This book offers a fresh and innovative account of the history of environmentalism in the United States, challenging the dominant narrative in the field. In the widely-held version of events, the US environmental movement was born with the publication of Rachel Carson's Silent Spring in 1962 and was driven by the increased leisure and wealth of an educated middle class. Chad Montrie's telling moves the origins of environmentalism much further back in time and attributes the growth of environmental awareness to working people and their families. From the antebellum era to the end of the twentieth century, ordinary Americans have been at the forefront of organizing to save themselves and their communities from environmental harm. This interpretation is nothing short of a substantial recasting of the past, giving a more accurate picture of what happened, when, and why at the beginnings of the environmental movement.
What happens to a chemical once it enters the natural environment? How do its physical and chemical properties influence its transport, persistence, and partitioning in the biosphere? How do natural forces influence its distribution? How are the answers to these questions useful in making toxicological and epidemiological forecasts?<br> <br> Environmental Chemodynamics, Second Edition introduces readers to the concepts, tools, and techniques currently used to answer these and other critical questions about the fate and transport of chemicals in the natural environment. Like its critically acclaimed predecessor, its main focus is on the mechanisms and rates of movement of chemicals across the air/soil, soil/water, and water/air interfaces, and on how natural processes work to mobilize chemicals near and across interfaces--information vital to performing human and ecological risk assessments.<br> <br> Also consistent with the first edition, Environmental Chemodynamics, Second Edition is organized to accommodate readers of every level of experience. The first section is devoted to theoretical underpinnings and includes discussions of mass balance, thermodynamics, transport science concepts, and more. The second section concentrates on practical aspects, including the movement between bed-sediment and water, movement between soil and air, and intraphase chemical behavior.<br> <br> This revised and updated edition of Louis J. Thibodeaux's 1979 classic features new or expanded coverage of: <br> * Equilibrium models for environmental compartments <br> * Dry deposition of particles and vapors onto water and soil surfaces <br> * Chemical profiles in rivers and estuaries, particles and porous media <br> * Fate and transport in the atmospheric boundary layer and within subterranean media <br> * Chemical exchange between water column and bed-sediment <br> * Intraphase chemical transport and fate<br> <br> <br> This Second Edition of Environmental Chemodynamics also includes twice as many references and 50% more exercises and practice problems.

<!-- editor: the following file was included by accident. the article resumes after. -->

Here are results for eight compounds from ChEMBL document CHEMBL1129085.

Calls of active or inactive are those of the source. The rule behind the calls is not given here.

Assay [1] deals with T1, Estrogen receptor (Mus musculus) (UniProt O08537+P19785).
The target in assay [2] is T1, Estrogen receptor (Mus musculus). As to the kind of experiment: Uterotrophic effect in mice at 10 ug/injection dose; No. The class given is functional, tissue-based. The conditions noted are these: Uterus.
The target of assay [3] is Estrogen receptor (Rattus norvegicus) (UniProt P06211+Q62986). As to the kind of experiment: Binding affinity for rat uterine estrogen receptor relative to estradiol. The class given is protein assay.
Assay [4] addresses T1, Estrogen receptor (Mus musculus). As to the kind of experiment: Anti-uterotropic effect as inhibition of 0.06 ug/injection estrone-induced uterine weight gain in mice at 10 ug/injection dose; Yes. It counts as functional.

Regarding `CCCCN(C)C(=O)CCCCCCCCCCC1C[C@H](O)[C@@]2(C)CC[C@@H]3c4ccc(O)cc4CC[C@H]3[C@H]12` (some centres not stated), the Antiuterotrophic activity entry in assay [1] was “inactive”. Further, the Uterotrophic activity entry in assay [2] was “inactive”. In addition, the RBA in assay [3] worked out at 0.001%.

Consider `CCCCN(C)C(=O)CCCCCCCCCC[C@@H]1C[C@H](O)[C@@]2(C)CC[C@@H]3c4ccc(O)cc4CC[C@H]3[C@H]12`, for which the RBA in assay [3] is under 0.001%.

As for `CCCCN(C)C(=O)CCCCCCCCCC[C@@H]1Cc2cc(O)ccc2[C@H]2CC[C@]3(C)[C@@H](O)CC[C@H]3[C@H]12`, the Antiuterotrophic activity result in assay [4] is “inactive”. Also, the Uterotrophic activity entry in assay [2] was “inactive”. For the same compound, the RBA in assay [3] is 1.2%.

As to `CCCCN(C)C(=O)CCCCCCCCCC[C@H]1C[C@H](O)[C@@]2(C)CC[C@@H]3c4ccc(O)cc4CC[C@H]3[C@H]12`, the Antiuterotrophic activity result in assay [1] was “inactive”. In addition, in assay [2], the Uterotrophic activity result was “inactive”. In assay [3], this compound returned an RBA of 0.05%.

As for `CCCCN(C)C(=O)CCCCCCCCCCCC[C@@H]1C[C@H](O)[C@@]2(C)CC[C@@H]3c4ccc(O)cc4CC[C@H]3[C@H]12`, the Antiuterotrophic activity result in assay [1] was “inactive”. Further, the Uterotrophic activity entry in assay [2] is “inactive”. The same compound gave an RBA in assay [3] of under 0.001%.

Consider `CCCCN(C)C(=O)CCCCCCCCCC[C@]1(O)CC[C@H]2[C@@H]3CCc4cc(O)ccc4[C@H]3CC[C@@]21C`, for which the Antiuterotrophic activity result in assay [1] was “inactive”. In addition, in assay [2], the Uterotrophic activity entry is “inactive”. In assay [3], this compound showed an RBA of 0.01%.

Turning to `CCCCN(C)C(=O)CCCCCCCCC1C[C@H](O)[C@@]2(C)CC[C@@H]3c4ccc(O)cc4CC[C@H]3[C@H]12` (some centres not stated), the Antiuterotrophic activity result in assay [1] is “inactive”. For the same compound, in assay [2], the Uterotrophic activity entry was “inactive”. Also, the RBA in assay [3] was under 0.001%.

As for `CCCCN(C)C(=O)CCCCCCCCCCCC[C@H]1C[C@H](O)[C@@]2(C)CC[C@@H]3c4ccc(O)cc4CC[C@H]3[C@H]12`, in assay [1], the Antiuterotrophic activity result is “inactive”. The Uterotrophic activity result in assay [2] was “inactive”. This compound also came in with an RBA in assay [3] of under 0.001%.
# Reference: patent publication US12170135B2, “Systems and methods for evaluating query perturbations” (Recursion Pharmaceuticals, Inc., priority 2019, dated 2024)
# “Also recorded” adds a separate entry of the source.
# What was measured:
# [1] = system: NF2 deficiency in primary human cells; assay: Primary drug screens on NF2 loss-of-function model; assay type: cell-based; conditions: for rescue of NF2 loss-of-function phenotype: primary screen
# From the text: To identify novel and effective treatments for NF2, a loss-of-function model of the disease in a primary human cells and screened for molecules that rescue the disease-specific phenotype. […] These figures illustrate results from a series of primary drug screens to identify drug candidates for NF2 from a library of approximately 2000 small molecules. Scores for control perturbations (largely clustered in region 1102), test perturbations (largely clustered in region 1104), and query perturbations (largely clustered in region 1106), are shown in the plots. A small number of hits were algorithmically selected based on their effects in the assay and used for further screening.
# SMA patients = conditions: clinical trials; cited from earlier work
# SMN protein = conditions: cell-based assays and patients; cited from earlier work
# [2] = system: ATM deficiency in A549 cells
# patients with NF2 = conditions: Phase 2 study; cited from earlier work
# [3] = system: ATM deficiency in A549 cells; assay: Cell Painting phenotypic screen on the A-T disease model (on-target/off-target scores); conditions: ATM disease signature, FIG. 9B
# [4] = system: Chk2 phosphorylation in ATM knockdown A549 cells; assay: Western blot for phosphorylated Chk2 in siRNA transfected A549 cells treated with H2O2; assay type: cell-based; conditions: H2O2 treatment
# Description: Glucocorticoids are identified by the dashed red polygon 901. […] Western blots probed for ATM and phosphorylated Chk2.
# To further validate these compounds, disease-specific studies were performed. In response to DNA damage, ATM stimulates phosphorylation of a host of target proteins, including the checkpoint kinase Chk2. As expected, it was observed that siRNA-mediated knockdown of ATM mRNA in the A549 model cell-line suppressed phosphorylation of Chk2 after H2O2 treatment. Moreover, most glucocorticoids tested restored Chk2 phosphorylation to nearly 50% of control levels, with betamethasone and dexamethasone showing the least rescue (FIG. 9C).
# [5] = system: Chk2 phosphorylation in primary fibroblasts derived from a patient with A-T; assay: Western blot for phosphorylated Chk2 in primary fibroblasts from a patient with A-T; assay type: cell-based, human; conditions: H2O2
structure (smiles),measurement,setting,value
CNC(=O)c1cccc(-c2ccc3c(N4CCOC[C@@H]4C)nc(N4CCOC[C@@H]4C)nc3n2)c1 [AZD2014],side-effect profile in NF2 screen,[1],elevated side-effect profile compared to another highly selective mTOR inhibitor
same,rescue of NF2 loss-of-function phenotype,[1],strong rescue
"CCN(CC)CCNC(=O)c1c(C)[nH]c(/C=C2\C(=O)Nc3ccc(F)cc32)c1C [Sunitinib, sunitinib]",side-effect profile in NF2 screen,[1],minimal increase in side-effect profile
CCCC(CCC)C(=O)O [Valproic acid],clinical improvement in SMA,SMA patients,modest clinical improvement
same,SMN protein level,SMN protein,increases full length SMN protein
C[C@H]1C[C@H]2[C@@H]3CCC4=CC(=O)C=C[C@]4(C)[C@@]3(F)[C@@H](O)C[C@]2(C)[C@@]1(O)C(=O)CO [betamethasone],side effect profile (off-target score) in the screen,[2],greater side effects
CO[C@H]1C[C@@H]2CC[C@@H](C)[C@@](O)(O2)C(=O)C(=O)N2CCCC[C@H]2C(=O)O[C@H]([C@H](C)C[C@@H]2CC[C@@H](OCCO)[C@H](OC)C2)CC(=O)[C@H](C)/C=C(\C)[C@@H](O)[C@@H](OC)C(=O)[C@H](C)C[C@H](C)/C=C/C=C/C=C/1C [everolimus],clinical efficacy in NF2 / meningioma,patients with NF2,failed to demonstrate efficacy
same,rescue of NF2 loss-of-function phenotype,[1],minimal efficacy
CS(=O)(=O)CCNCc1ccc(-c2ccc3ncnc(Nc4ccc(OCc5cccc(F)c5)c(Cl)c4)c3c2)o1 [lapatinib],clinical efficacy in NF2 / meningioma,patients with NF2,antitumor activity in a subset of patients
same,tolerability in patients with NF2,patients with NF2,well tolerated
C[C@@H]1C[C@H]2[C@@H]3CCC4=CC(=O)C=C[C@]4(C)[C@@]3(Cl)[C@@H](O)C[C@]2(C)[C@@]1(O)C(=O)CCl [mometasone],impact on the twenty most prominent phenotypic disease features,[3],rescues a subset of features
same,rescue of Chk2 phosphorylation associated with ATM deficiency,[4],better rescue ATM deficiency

Reviews of Environmental Contamination and Toxicology provides detailed review articles concerned with aspects of chemical contaminants, including pesticides, in the total environment with toxicological considerations and consequences. C.E. CASTRO: Environmental Dehalogenation-Chemistry and Mechanism M.J. KENNISH: Trace Metal-Sediment Dynamics in Estuaries: Pollution Assessment R.D. VINEBROOKE AND R. CULLIMORE: Natural Organic Matter and the Bound Water Concept in Aquatic Ecosystems
Three decades of rapid industrialization until the lifting of martial law in 1987, with little or no concern for the environment, have made Taiwan's environmental degradation a serious problem. In the past twenty years, Taiwan has seen a surge of environmental organizations, which to a certain degree have enjoyed a remarkable success in fighting polluting industries or affecting policies on behalf of the environment.
This book aims to analyse environmental governance mechanisms and actors in Taiwan through a multi-disciplinary research approach. Based on extensive and original research, it includes four different case studies, which have all taken place since 2011. It focuses on four major elements of governance - specifically norms, actors, processes, and outcomes - to examine Taiwan's national and local environmental governance in the post-2008 period. The book shows how the painful lessons Taiwan has learned throughout its transition should be of interest to other developing countries, illustrating how these positive transformations have managed to bring about a more ecologically friendly mode of economic development.
Demonstrating that the battle to further ecological sustainability is also a battle to further democratisation, this book will be of interest to students and scholars of Taiwan Studies, Developmental Studies and Environmental Studies.
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